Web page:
By Elizabeth Henderson
Alannah Kull and I attended this highly informative, though rather depressing, conference on farm labor issues in California. Despite decades of farm worker organizing, most of the housing is lamentable and wages have actually gone down. Farm workers have the right to organize and there is an Agriculture Labor Relations Board (ALRB). However, 100% of the orders it hands down are challenged in the courts (in contrast to 30% for the National LRB). You can find a full report with most of the presentations with their slides at https://gifford.ucdavis.edu/events/.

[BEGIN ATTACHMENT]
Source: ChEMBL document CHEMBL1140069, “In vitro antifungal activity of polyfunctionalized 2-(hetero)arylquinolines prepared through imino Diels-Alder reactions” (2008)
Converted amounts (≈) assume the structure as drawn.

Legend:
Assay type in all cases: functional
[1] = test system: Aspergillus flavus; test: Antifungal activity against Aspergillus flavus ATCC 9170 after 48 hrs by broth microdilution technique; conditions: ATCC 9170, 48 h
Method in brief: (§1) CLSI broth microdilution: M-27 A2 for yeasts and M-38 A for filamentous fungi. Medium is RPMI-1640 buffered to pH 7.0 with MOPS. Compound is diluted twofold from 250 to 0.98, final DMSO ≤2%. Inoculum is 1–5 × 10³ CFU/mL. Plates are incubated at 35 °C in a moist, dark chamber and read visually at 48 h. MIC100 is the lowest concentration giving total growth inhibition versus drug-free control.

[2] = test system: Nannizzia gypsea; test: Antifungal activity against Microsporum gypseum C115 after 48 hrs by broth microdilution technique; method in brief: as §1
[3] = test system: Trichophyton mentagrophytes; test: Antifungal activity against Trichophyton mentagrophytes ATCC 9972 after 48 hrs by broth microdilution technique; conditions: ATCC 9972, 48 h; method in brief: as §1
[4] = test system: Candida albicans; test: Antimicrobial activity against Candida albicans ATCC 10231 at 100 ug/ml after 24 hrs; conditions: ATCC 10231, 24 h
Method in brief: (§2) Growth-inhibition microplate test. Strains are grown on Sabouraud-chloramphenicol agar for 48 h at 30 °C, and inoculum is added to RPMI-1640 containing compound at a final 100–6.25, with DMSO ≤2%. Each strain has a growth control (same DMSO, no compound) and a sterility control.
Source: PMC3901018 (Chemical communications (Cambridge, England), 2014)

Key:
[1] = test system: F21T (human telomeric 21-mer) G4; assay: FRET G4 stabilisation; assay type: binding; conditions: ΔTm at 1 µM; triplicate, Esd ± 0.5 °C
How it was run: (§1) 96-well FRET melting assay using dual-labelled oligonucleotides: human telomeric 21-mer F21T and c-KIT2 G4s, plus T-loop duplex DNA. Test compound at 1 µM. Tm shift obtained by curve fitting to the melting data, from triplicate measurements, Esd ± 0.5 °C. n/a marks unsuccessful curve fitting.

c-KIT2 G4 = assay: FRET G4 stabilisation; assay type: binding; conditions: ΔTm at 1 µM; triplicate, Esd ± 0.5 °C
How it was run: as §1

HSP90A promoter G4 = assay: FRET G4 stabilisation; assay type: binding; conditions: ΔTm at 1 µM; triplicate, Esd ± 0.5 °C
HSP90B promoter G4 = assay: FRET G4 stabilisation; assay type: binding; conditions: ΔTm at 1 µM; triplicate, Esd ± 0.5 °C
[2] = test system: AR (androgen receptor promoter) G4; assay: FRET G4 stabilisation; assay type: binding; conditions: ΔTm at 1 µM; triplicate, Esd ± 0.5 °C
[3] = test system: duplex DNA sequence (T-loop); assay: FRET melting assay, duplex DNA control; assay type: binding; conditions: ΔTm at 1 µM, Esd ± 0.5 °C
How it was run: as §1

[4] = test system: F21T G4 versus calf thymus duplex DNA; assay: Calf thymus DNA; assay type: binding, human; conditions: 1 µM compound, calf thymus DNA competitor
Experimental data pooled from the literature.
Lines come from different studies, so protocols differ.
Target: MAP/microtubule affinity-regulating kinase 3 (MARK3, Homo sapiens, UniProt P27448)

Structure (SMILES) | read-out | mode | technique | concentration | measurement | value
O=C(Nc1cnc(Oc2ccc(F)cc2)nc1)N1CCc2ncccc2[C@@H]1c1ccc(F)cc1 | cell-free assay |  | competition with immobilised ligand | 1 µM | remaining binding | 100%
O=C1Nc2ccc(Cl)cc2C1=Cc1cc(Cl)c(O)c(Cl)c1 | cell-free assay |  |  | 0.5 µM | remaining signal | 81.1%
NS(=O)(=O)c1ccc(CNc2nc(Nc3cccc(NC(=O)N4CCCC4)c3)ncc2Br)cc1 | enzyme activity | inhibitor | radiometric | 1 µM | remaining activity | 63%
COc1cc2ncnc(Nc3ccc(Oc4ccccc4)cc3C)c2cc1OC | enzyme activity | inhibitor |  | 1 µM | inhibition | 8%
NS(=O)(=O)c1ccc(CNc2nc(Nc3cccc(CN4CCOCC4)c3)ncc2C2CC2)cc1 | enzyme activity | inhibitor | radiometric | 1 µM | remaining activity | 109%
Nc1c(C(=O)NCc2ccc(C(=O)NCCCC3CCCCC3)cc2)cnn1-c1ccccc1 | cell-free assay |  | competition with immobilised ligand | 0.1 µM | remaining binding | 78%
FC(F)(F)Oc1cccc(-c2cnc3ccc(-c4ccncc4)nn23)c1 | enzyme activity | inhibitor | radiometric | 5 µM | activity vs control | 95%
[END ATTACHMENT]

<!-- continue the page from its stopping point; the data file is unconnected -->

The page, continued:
The first panel analyzed the different approaches to improving conditions for farm workers. Nathan Smith of SureHarvest reviewed FairTradeUSA, CIW’s Fair Food, the Equitable Food Initiative (EFI) and Food Justice Certification (FJC), and noted that so far, the bottom up approaches are rarely self-sustaining and rely on foundation support. Referring to himself as a “capitalist pig,” Ernie Farley, one of the managers of Andrews and Williams, a large produce operation that is a founding participant in EFI, noted that this program is bringing about real cultural change. As proof, he says he now talks to people like Margaret Reeves of Pesticide Action Network and Eric Nicholson of United Farm Workers. Hector Lujan, representing Reuter Affiliated, the parent company of Driscoll’s, gave a glowing account of his company’s efforts to improve labor conditions, wages and housing, claiming that they offer the same standards in the many countries where they operate. Lujan’s main theme is an important one – “the economic model has to resolve things for everyone in the supply chain, including workers.” Continue reading ““Sustainability, Farm Labor, Immigration, ALRB, and Cannabis” – April 14, 2017 California Agriculture and Farm Labor Conference at UC Davis Law School”